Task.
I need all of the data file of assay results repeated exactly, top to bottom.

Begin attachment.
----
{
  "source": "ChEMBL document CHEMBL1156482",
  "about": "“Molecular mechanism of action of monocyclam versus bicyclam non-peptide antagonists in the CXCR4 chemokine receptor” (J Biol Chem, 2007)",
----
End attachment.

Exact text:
{
  "source": "ChEMBL document CHEMBL1156482",
  "about": "“Molecular mechanism of action of monocyclam versus bicyclam non-peptide antagonists in the CXCR4 chemokine receptor” (J Biol Chem, 2007)",